Scott Morrison blocks Kidman cattle sale again

Photo: Getty Images

Treasurer Scott Morrison has blocked the sale of Australia’s largest cattle business, S. Kidman and Co. for a second time, on national interest grounds.

The 116-year-old business, which covers 100,000 square kilometres of the Australian outback, has been on the market for a year and the company was in talks with Chinese-based Dakang Australia Holdings and ASX-listed Australian Rural Capital Ltd for a sale worth more than $370 million.

Scott Morrison blocked the sale to foreign buyers last November saying it would be “contrary to the national interest”.

Today, he made the same call saying Dakang’s majority interest in the business was also against the national interest.

“Given the size and significance of the Kidman portfolio I am concerned that the acquisition of an 80% interest in S. Kidman & Co Limited by Dakang Australia Holdings Pty Ltd (Dakang) may be contrary to the national interest,” Morrison said.

“I have today made my concerns known to the applicant and provided them with a natural justice period in which they may respond and consider how they wish to proceed. The applicant shall have until next Tuesday 3 May 2016 to respond.”

The treasurer added that he’d formed the view that the business, Australia’s largest private land holding, covering 1.3% of Australia’s total land area, and 2.5% of the nation’s agricultural land, may simply be too big for a local buyer.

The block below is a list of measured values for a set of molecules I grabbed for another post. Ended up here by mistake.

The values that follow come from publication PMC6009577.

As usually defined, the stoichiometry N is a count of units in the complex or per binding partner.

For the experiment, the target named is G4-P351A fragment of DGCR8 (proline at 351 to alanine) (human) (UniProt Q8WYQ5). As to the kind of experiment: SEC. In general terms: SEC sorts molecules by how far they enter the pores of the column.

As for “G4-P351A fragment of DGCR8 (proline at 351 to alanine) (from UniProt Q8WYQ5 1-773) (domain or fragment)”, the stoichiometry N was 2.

“I have concerns that the form in which the Kidman portfolio has been offered as a single aggregated asset, has rendered it difficult for Australian bidders to be able to make a competitive bid. The size of the asset makes it difficult for any single Australian group to acquire the entire operation,” Morrison said.

He added that the issues he raised on 19 November, 2015, when he first blocked the sale to foreign buyers, remained.

“I am not yet satisfied these concerns have been addressed by the revised proposal that has been submitted to me,” he said.

The treasurer revealed that last week that he commissioned a review of the Kidman sale by former ACCC boss, Professor Graeme Samuel.

Morrison said that while it contains commercial-in-confidence details that preclude its release, it found there was significant domestic interest in the business.

“The size and significance of the portfolio, combined with the impact the decision may have on broader Australian support for foreign investment in Australian agriculture, must also be taken into account in this case,” he said.

“The Turnbull Government welcomes foreign investment where it is consistent with our national interests. However, we must always ensure it is on our own terms. There are not too many jurisdictions anywhere in the world where foreign acquisition of large holdings would be permitted.”

The Kidman portfolio includes Anna Creek Station, the largest cattle property in the world. At just under 24,000 square km – 2.4 million hectares – it is bigger than Israel, about the same size as Rwanda and seven times larger than the biggest ranch in Texas. It almost closed down in 2008 following prolonged drought, but in good times can hold up to 14,000 head of cattle.

Even if the Anna Creek and The Peake properties were excised from the sale, Kidman will still be Australia’s largest private land owner at 1% of nation’s total land mass.

Kidman & Co. has more than 200,000 stock producing grass-fed beef for export to Japan, the USA and South East Asia. It was founded by Sir Sidney Kidman in 1899.

Here’s a map of the Kidman properties across Australia, with the arrow pointing to Anna Creek Station.